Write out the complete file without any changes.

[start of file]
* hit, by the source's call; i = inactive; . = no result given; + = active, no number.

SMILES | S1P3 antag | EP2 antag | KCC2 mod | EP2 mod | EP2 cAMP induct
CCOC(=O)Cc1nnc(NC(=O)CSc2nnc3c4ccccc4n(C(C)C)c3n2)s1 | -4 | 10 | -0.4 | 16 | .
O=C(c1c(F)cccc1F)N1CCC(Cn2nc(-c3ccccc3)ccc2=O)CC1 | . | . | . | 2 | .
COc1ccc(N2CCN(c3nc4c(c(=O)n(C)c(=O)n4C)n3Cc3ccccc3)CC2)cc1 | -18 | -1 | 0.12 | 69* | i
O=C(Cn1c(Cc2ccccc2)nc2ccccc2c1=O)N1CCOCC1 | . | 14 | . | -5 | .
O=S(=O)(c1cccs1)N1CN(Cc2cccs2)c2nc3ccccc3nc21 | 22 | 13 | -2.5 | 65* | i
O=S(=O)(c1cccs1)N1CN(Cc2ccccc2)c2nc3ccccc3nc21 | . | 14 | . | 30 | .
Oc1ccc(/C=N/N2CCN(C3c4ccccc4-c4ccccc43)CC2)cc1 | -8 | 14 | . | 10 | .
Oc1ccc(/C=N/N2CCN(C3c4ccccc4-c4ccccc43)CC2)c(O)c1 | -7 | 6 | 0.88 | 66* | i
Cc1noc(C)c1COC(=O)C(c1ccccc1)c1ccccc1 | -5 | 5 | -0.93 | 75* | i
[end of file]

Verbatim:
* hit, by the source's call; i = inactive; . = no result given; + = active, no number.

SMILES | S1P3 antag | EP2 antag | KCC2 mod | EP2 mod | EP2 cAMP induct
CCOC(=O)Cc1nnc(NC(=O)CSc2nnc3c4ccccc4n(C(C)C)c3n2)s1 | -4 | 10 | -0.4 | 16 | .
O=C(c1c(F)cccc1F)N1CCC(Cn2nc(-c3ccccc3)ccc2=O)CC1 | . | . | . | 2 | .
COc1ccc(N2CCN(c3nc4c(c(=O)n(C)c(=O)n4C)n3Cc3ccccc3)CC2)cc1 | -18 | -1 | 0.12 | 69* | i
O=C(Cn1c(Cc2ccccc2)nc2ccccc2c1=O)N1CCOCC1 | . | 14 | . | -5 | .
O=S(=O)(c1cccs1)N1CN(Cc2cccs2)c2nc3ccccc3nc21 | 22 | 13 | -2.5 | 65* | i
O=S(=O)(c1cccs1)N1CN(Cc2ccccc2)c2nc3ccccc3nc21 | . | 14 | . | 30 | .
Oc1ccc(/C=N/N2CCN(C3c4ccccc4-c4ccccc43)CC2)cc1 | -8 | 14 | . | 10 | .
Oc1ccc(/C=N/N2CCN(C3c4ccccc4-c4ccccc43)CC2)c(O)c1 | -7 | 6 | 0.88 | 66* | i
Cc1noc(C)c1COC(=O)C(c1ccccc1)c1ccccc1 | -5 | 5 | -0.93 | 75* | i